From Hero to Xero for tech star
From Hero to Xero for tech star
Australian shares rose for the second straight day, with healthcare leading the way, and netting out a tech slump. The benchmark S&P/ASX 200 index advanced 19.5 points, or 0.3 per cent, to 7014.9, while the broader All Ordinaries index rose 16.7 points, or 0.2 per cent, to 7,215.
Healthcare’s rise was paced by a $4.45 rise, or 1.8 per cent, in heavyweight CSL, to $252.30, while tech was having a downer, led by software accounting company Xero, which sank $14.25, or 12.4 per cent, to $100.47 after reporting its half-year result. Xero swung from a loss to a profit of $50 million in the half-year, with revenue growing 21 per cent, but that failed to meet expectations.
The big banks were mixed. Westpac fell 46 cents, or 2.1 per cent, as it traded ex-dividend; and National Australia Bank slipped 23 cents, or 0.8 per cent, to $28.94; but Commonwealth Bank advanced $1.42, or 1.4 per cent, to $102.11; and ANZ gained 25 cents, or 1 per cent, to $25.81. Investment bank and wealth manager Macquarie Group was up $2.36, or 1.5 per cent, to $163.46.
Explosives and chemicals group Orica gained 42 cents, or 2.8 per cent, to $15.48 after reporting strong earnings across all business segments for the 2023 financial year, on the back of robust demand for mining commodities across the globe. Reported net profit surged five-fold, to $295.7 million, while underlying earnings were up 24 per cent. The full-year dividend was 43 cents per share, up from 35 cents, also impressing investors.
Among the mining giants, Rio Tinto rose 75 cents, or 0.6 per cent, to $120.20; BHP was up 25 cents, or 0.6 per cent, to $44.95; and Fortescue Metals gained 35 cents, or 1.5 per cent, to $23.45.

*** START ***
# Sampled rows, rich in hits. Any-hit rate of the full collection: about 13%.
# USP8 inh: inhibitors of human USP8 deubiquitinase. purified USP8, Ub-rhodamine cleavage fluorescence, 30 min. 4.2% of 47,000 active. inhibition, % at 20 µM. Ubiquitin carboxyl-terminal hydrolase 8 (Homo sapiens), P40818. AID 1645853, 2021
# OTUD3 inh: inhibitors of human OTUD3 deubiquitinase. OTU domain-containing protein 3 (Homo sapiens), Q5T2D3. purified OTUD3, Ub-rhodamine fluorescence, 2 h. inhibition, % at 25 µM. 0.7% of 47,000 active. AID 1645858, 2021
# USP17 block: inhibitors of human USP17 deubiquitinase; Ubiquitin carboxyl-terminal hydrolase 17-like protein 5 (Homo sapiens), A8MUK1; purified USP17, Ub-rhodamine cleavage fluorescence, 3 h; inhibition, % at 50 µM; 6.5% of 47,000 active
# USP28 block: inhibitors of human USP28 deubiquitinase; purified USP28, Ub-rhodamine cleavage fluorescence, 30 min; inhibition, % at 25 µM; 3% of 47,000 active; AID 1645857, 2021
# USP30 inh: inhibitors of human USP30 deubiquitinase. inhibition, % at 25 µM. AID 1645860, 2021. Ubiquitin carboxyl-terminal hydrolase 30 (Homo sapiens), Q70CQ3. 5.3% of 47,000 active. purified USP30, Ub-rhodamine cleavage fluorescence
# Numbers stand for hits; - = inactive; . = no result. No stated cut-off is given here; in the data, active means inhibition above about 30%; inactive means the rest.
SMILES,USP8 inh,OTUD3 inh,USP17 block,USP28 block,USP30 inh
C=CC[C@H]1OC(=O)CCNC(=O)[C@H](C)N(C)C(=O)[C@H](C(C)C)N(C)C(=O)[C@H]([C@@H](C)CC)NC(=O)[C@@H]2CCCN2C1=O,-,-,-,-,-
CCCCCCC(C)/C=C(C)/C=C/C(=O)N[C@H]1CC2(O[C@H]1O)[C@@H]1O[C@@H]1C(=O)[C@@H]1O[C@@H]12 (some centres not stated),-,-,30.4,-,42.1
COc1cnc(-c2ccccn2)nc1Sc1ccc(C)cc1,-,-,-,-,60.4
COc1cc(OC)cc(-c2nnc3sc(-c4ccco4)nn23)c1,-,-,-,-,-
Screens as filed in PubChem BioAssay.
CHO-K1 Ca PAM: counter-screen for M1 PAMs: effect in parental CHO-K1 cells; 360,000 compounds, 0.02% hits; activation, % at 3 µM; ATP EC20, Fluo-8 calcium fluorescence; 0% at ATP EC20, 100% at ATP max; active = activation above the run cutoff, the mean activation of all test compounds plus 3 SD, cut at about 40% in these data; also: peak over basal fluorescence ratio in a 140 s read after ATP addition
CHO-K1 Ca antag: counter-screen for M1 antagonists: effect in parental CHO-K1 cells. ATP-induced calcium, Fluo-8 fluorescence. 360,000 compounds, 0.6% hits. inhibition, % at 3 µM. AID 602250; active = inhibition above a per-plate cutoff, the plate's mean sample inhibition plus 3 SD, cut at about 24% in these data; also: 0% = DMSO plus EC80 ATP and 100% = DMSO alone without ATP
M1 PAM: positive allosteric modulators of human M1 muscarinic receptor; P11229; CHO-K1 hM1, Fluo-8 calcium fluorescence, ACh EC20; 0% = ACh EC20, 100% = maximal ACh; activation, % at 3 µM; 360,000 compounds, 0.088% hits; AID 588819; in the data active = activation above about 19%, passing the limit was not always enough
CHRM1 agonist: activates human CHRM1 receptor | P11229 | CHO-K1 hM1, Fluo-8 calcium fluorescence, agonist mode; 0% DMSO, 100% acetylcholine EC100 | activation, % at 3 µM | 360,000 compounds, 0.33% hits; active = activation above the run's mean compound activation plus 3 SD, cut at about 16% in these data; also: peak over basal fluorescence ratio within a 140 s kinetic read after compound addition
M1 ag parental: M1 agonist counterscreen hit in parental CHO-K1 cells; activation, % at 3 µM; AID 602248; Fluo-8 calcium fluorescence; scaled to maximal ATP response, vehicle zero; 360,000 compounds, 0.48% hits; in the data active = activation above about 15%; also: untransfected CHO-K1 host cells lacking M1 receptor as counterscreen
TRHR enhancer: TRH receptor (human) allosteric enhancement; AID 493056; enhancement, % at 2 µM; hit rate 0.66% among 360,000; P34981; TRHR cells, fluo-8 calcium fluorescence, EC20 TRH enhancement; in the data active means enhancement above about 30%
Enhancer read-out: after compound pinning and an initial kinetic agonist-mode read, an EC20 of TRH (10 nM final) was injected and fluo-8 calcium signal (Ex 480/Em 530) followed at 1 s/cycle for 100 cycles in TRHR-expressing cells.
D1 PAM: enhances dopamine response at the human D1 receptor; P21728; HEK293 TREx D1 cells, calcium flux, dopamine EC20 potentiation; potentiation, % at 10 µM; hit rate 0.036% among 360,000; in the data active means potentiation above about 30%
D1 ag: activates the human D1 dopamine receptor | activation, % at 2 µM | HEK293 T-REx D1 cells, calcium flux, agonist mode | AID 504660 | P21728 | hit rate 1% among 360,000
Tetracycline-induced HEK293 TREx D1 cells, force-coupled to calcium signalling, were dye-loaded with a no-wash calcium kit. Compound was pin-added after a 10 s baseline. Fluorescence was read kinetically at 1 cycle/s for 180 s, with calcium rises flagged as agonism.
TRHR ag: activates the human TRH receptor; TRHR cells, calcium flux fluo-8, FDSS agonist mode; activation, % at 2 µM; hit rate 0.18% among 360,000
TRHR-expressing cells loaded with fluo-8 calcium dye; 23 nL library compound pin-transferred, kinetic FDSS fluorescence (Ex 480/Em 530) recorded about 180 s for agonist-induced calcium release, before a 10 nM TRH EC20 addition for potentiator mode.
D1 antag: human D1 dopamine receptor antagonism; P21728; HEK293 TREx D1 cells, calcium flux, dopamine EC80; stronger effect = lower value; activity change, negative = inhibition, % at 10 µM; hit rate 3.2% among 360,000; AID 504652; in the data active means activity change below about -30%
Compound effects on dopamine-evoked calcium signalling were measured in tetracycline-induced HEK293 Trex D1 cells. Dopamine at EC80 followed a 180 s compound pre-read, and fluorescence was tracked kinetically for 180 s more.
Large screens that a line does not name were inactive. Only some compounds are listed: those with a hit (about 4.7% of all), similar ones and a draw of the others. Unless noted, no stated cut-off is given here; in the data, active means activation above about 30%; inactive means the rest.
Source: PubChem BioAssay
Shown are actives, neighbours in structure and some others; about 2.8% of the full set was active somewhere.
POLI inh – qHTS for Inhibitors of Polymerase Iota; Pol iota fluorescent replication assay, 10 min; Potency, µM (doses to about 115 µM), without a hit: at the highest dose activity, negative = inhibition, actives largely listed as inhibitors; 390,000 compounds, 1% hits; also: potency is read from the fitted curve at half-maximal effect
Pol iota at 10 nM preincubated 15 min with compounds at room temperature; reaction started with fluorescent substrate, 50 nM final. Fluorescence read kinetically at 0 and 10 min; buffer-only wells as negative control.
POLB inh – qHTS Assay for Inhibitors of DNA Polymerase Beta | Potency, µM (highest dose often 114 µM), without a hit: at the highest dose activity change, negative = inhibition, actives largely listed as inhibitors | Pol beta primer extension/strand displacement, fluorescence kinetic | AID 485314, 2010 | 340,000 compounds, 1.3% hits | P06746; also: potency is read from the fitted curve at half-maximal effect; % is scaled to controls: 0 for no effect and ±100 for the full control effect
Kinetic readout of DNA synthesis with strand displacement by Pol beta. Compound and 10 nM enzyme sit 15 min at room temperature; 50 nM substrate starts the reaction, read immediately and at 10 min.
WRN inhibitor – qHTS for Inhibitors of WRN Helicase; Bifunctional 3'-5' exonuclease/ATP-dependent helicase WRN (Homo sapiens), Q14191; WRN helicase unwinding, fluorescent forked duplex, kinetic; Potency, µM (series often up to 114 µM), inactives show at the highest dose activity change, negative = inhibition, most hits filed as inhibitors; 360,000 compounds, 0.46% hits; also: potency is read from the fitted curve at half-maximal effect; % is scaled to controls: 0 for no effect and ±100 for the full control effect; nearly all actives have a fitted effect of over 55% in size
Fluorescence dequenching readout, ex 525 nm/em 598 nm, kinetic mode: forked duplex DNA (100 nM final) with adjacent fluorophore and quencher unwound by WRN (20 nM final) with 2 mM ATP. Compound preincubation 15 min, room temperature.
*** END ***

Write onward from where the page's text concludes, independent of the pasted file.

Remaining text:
In energy, Woodside Energy fell 59 cents, or 1.8 per cent, to $32.76; and Santos was down 3 cents, to $7.30. Of the coal cohort, Whitehaven Coal put on 7 cents, or 1 per cent, to $6.90; Yancoal Australia was up 6 cents, or 1.3 per cent, to $4.76; and Stanmore Resources added 6 cents, or 1.6 per cent, to $3.74; but Coronado Global Resources slid 6 cents, or 3.6 per cent, to $1.60.
Lithium producer Allkem eased 6 cents, or 0.7 per cent, to $9.24, while fellow producer appreciated 4 cents, or 1.1 per cent, to $3.73. IGO, which mines nickel as well as lithium, softened 10 cents, or 1.1 per cent, to $9.26; but Mineral Resources, which produces iron ore and lithium, followed its iron ore peers higher, gaining 65 cents, or 1.1 per cent, to $59.89. Copper heavyweight Sandfire Resources was up 4 cents, or 0.7 per cent, to $6.13, while rare earths producer Lynas gained 2 cents to $7.06.
Streak ends on Wall Street as Fed Chair disappoints
In the US, the streak was too good to last, with the benchmark S&P 500 index retreating for the first time in nine sessions, losing 35.43 points, or 0.8 per cent, to 4,347.75, after Federal Reserve Chair Jerome Powell implied that more work may need to be done to bring down inflation to the central bank’s satisfaction, to its 2 per cent goal. The market had talked itself into believing that the Chair’s latest official remarks would signal that the Fed had completed its tightening bias of monetary policy: stocks and bonds have rallied on the back of that expectation.
That ended on Thursday, as a sharp jump in yields rattled investors. The tech-heavy Nasdaq Composite Index slid 128.97 points, or 0.9 per cent, to 13,521.45, while the 30-stock Dow Jones Industrial Average retreated 220.33 points, or 0.7 per cent, to 33,891.94.
On the bond market, the US 10-year yield jumped 12.3 basis points, to 4.629 per cent, while the more policy-sensitive 2-year yield lifted 10.5 basis points, to 5.033 per cent.
Gold gained US$7.67, or 0.4 per cent, to US$1,958.50 an ounce, while the global benchmark Brent crude oil grade rose 34 cents, or 0.4 per cent, to US$79.88 a barrel, and US West Texas Intermediate oil firmed 21 cents, or 0.3 per cent, to US475.54 a barrel.
The Australian dollar is buying 63.65 US cents this morning, down from 64.12 US cents at the ASX close on Thursday.